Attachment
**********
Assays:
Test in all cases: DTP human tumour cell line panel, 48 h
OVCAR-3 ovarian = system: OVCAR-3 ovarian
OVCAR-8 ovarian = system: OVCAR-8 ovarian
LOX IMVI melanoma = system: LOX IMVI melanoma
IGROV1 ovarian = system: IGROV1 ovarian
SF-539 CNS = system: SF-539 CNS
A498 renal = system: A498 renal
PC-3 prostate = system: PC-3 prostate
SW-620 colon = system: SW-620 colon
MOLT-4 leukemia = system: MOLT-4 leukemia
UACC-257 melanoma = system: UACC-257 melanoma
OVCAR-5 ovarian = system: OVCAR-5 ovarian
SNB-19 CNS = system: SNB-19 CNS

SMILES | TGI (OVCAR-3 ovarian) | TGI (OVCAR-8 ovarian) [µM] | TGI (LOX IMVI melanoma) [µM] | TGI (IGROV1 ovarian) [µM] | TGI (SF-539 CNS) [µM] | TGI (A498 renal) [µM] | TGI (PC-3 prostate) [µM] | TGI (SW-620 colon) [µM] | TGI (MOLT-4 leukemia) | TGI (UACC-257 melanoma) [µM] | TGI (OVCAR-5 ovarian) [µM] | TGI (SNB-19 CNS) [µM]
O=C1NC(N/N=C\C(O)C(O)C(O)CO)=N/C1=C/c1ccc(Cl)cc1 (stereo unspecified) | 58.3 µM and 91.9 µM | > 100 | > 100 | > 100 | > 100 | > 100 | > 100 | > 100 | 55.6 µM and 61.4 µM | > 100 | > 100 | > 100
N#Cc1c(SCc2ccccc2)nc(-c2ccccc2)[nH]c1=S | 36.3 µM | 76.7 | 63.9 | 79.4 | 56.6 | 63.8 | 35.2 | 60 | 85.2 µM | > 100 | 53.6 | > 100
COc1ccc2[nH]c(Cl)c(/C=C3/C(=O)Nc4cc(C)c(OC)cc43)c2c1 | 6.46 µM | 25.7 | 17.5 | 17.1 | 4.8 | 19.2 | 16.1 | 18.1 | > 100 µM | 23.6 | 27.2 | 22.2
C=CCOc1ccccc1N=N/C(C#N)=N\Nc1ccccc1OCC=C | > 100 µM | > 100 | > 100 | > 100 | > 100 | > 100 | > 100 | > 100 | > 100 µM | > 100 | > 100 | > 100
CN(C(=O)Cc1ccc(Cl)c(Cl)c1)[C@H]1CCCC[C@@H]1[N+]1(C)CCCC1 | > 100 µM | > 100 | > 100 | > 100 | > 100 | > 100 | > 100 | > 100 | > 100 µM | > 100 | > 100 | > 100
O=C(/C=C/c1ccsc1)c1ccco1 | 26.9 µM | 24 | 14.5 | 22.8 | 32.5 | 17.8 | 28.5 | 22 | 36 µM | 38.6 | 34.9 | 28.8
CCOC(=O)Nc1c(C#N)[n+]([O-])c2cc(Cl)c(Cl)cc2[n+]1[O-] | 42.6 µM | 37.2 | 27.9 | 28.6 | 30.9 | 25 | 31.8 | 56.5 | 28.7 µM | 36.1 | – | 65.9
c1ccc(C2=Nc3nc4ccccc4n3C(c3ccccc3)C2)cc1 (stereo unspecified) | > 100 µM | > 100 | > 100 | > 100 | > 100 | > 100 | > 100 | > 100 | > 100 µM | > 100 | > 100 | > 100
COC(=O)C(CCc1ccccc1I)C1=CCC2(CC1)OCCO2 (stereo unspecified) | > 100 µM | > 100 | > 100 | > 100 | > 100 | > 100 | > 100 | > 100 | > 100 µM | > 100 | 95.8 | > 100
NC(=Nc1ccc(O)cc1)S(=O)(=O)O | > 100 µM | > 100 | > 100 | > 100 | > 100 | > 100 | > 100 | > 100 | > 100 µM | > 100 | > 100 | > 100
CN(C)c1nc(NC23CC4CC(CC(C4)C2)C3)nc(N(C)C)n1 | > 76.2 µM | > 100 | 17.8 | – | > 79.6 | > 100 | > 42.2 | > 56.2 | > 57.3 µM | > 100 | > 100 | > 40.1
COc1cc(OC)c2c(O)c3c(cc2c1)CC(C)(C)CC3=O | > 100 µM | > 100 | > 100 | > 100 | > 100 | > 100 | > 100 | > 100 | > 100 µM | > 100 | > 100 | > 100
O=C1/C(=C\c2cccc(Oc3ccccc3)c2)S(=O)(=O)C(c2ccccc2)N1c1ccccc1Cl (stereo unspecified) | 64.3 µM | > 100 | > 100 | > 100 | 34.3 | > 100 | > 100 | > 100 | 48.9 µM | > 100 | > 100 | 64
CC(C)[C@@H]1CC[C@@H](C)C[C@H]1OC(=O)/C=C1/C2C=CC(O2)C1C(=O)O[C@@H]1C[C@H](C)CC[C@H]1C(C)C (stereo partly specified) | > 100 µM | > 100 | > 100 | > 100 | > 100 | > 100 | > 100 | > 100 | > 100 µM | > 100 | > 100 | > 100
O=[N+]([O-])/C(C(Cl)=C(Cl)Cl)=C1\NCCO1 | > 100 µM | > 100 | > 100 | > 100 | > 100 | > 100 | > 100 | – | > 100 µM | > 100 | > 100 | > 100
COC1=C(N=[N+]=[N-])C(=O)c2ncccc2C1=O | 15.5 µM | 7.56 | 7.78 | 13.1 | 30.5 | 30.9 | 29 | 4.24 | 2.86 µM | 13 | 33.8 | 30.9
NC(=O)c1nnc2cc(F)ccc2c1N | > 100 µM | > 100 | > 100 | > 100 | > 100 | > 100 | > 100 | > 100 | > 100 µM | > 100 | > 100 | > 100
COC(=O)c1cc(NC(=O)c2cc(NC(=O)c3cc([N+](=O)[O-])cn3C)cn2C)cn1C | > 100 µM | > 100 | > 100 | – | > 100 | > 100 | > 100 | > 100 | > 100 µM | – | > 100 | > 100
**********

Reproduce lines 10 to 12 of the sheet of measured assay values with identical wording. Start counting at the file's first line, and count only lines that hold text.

SW-620 colon = system: SW-620 colon
MOLT-4 leukemia = system: MOLT-4 leukemia
UACC-257 melanoma = system: UACC-257 melanoma